Martin Luther King Jr. Assembly celebrates more than the man

OROVILLE - The Martin Luther King Jr. Assembly at Oroville High School last Friday celebrated more than the man or...

Students from Oroville Elementary School sing in honor of the Martin Luther King Jr. Holiday. They are accompanied on the piano by music teacher Jeff Gee. Photo by Gary DeVon

Students from Oroville Elementary School sing in honor of the Martin Luther King Jr. Holiday. They are accompanied on the piano by music teacher Jeff Gee. Photo by Gary DeVon

OROVILLE – The Martin Luther King Jr. Assembly at Oroville High School last Friday celebrated more than the man or even civil rights, it also delved into the history of women and the vote, as well as all voter’s rights.

The assembly started with an introduction by high school students Heather Galvan and Naomi Peters, then students from the elementary school presented a skit on the “Symbols of Freedom” while other sang under the accompaniment of music teacher Jeff Gee. Peters and Galvan presented a history of the holiday and that was followed by a history video by high school students Caleb Whiteaker and Alex Kelly. Fellow student Lily Castrejon read King’s “I have a dream” speech. Galvan and Peters made a presentation on Women’s History, Peters also presented a Women’s History video she made with Kelsey Hughes.

Tony Kindred was the guest speaker and he spoke about the King Holiday, excerpting from Corretta Scott King’s “The Meaning of the King Holiday.”

Kindred read King’s widow’s words, “This holiday honors the courage of a man who endured harassment, threats and beatings, and even bombings. We commemorate the man who went to jail 29 times to achieve freedom for others and who knew he would pay the ultimate price for his leadership. Martin Luther King kept marching and protesting anyway.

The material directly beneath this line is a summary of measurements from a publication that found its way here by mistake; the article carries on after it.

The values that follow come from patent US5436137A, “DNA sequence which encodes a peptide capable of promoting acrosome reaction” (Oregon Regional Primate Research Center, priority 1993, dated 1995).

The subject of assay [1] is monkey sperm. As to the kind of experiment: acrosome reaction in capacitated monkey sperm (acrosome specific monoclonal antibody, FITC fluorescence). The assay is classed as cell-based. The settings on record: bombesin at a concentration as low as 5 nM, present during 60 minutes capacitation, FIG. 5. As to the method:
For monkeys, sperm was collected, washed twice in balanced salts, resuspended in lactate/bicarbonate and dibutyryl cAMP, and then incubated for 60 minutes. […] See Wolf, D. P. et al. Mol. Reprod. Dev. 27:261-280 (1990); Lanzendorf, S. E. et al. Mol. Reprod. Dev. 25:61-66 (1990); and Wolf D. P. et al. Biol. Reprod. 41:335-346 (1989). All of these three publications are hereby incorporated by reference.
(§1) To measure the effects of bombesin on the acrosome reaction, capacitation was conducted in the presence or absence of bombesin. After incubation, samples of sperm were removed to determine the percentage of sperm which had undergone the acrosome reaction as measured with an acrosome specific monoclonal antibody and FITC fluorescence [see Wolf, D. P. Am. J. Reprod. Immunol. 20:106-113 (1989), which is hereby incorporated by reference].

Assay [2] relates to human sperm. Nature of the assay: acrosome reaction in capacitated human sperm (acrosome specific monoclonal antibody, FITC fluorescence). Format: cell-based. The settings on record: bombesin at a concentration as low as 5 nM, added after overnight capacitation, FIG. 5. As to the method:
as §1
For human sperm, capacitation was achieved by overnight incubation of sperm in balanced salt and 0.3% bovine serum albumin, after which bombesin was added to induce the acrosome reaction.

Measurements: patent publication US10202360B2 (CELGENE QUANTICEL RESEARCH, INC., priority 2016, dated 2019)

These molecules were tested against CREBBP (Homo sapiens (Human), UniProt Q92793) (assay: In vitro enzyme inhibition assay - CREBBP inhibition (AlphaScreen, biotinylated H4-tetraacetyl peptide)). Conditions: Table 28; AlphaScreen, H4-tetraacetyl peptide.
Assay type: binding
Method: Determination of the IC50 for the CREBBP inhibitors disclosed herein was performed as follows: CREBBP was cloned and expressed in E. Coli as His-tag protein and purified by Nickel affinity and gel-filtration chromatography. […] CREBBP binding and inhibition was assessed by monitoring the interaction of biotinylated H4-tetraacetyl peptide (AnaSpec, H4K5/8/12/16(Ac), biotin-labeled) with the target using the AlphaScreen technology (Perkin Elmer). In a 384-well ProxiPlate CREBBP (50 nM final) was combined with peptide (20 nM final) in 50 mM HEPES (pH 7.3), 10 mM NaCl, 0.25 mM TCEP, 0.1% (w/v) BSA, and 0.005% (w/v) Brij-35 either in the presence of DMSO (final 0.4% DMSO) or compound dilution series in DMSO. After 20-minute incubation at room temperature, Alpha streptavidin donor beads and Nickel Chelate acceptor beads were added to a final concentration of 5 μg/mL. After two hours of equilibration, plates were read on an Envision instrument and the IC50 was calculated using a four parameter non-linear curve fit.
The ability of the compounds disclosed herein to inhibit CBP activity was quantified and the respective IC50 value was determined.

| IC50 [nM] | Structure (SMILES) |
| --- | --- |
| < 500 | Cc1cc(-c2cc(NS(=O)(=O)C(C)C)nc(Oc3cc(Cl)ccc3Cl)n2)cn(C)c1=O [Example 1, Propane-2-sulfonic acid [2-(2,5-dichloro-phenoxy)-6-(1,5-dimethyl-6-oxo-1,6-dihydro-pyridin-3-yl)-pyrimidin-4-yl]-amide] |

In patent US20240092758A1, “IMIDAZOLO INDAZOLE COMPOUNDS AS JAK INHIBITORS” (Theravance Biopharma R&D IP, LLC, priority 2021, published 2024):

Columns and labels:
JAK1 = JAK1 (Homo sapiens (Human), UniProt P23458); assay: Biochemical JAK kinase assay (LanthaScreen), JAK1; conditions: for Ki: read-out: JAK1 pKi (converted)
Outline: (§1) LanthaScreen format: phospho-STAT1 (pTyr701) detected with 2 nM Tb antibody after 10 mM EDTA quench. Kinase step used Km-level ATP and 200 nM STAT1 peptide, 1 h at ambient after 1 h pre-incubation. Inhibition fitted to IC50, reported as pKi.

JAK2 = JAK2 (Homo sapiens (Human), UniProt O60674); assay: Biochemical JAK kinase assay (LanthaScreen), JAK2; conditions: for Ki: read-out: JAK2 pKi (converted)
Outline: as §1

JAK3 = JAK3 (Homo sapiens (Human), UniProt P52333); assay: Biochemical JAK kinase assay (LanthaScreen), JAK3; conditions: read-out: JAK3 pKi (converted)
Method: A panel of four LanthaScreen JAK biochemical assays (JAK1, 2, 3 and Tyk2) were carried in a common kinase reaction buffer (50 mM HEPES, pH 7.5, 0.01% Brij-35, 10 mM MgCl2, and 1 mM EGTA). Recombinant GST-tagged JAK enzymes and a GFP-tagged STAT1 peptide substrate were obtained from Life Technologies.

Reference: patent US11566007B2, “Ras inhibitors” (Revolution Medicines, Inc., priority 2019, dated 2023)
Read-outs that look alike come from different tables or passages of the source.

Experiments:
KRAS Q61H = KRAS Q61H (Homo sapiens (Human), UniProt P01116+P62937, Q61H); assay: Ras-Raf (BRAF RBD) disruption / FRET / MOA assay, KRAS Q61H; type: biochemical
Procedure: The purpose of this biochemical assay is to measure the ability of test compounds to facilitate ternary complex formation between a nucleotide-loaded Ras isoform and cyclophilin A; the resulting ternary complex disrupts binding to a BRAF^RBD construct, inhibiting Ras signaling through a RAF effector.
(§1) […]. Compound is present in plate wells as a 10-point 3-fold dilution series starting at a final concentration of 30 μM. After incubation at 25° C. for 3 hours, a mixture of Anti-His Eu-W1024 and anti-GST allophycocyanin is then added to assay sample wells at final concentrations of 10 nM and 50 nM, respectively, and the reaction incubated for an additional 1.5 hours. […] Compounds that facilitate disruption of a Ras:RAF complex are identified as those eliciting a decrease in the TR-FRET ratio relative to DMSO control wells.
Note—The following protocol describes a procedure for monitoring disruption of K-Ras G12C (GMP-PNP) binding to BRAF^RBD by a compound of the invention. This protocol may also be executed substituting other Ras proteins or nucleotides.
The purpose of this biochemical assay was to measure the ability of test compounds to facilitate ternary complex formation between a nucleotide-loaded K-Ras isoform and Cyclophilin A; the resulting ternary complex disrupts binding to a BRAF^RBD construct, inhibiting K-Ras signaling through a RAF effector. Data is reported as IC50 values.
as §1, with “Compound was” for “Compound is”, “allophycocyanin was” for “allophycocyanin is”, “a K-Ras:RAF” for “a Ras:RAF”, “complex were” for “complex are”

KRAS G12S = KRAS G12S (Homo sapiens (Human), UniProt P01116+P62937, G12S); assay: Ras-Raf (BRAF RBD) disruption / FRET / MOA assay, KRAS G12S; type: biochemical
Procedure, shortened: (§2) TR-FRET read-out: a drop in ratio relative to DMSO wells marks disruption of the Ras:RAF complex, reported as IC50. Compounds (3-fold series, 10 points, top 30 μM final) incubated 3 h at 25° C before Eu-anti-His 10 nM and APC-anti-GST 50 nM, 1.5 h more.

“Every King Holiday has been a national ‘teach-in’ on the values of nonviolence, unconditional love, tolerance, forgiveness and reconciliation, which are so desperately needed to unify America… The holiday provides a unique opportunity to teach young people to fight evil, not people….”

Kindred continued, using Corretta Scott King’s words, “Martin Luther King Jr. Day is not only for celebration and remembrance, education and tribute, but above all a day of service. All across America on the holiday, his followers perform service in hospitals and shelters and prisons and anywhere else people need help. It is a day of volunteering to feed the hungry, rehabilitate housing, tutor those who can’t read, mentor at risk youth, console the broken hearted and a thousand other projects. All of this for building the beloved community of his dream.

“Dr. King once said that we all have to decide whether we ‘will walk in the light of creative altruism or the darkness of destructive selfishness.”

After Kindred spoke Katy Smith and Nick Perez presented a video on citizenship, followed by a video by Ronel Kee and Connor Hughes. Galvan and Peters then introduced the posters that students had created marking the day and some of the quotes that they contained. They then closed the assembly.

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